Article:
Earlier this month, principal filming on "The Hobbit," the long-awaited prequel to the blockbuster "Lord of the Rings" trilogy, wrapped up in glorious New Zealand.
"We made it!" Director Peter Jackson exclaimed in a post on Facebook. "Shoot day 266 and the end of principal photography on The Hobbit. Thanks to our fantastic cast and crew for getting us this far, and to all of you for your support!"
A few weeks later at Comic-Con, however, Jackson hinted that things may not actually be as finished as assumed — telling the crowd that while discussions with Warner Bros. were still "premature," the possibility of a third film was very real.
“There’s other parts of the story that we’d like to tell that we haven’t been able to tell yet,” he said.
Today, it became official. Instead of being a two-part film, "The Hobbit" will now span three movies. In a statement on Facebook, Jackson explained the unusual move.
“It is only at the end of a shoot that you finally get the chance to sit down and have a look at the film you have made,” Jackson wrote. “Recently Fran, Phil, and I did just this when we watched for the first time an early cut of the first movie — and a large chunk of the second. We were really pleased with the way the story was coming together, in particular, the strength of the characters and the cast who have brought them to life. All of which gave rise to a simple question: do we take this chance to tell more of the tale? And the answer from our perspective as the filmmakers, and as fans, was an unreserved ‘yes.’”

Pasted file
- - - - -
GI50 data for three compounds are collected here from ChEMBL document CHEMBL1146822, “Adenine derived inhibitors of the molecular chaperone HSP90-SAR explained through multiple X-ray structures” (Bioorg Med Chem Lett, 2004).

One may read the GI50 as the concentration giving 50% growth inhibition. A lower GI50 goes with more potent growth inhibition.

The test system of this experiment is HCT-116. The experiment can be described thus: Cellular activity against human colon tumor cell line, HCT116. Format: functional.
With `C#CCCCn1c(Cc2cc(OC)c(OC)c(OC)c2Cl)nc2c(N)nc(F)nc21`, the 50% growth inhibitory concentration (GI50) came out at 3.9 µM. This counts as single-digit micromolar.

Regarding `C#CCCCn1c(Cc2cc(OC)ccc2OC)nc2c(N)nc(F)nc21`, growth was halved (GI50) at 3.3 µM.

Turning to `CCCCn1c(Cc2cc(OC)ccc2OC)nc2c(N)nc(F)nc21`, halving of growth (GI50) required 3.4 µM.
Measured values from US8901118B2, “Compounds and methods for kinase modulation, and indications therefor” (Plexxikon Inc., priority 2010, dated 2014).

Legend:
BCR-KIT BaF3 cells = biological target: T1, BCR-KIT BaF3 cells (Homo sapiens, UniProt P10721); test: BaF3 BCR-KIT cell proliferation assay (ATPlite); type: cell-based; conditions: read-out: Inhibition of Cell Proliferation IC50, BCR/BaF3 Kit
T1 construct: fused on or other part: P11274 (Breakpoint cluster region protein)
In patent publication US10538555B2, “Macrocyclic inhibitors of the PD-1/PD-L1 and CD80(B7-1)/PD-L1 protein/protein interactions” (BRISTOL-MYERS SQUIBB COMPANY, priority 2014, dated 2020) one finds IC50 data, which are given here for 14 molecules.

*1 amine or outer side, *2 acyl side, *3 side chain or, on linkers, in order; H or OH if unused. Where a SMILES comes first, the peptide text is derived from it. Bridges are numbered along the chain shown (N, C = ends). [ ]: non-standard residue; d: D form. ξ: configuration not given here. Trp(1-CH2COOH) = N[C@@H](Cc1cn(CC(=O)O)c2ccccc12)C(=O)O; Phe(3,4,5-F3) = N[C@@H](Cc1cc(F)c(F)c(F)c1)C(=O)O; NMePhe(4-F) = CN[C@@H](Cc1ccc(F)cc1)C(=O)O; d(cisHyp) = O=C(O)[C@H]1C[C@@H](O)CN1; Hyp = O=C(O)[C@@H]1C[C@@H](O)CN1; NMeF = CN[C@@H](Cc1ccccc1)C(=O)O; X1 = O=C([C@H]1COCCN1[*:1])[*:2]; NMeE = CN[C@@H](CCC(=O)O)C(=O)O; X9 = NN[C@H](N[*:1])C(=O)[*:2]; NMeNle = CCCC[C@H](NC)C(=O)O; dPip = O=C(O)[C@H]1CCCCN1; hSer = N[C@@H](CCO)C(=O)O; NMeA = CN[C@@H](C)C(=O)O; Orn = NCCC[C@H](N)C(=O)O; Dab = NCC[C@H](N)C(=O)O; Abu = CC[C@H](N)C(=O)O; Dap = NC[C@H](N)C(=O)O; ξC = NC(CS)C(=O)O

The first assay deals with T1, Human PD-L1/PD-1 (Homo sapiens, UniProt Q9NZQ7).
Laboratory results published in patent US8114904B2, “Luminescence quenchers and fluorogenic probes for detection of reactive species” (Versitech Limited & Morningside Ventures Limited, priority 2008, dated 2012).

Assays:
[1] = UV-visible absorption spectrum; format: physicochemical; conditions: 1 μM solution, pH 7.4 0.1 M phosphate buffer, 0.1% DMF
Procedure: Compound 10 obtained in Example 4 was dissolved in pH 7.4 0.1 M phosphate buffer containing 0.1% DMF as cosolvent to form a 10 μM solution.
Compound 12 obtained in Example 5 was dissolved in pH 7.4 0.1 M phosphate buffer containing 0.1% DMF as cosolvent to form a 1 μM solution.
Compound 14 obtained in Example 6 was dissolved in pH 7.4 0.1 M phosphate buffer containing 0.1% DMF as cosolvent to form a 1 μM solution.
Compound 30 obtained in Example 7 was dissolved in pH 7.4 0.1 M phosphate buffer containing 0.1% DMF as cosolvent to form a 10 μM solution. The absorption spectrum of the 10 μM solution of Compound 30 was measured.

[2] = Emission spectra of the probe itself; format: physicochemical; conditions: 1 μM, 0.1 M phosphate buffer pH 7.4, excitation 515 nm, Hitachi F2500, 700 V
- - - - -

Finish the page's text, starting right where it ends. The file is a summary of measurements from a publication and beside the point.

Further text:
To be sure, there are only a handful of directors in Hollywood who could seriously approach a studio this late in the game and decide to change the layout of such a massive series of films. It also helped Jackson's situation that Warner Bros. no longer has either "Harry Potter" or Nolan's "Batman" films to pad the budget. The studio likely did not have to think long about greenlighting a third, and probably very lucrative, addition to the Tolkien universe.
The questions is will Jackson have enough story to draw upon to flesh out a third film? The answer apparently lies in the 125 pages of additional notes Tolkien wrote at the end of "The Lord of the Rings."
“We know how much of the story of Bilbo Baggins, the wizard Gandalf, the dwarves of Erebor, the rise of the Necromancer, and the Battle of Dol Guldur will remain untold if we do not take this chance,” Jackson wrote. “The richness of the story of 'The Hobbit,' as well as some of the related material in the appendices of 'The Lord of the Rings,' allows us to tell the full story of the adventures of Bilbo Baggins and the part he played in the sometimes dangerous, but at all times exciting, history of Middle Earth.”
Look for this third "Hobbit" film to hit sometime in 2014.
Related animal story on MNN: Scientists discover a giant stork that ate hobbits
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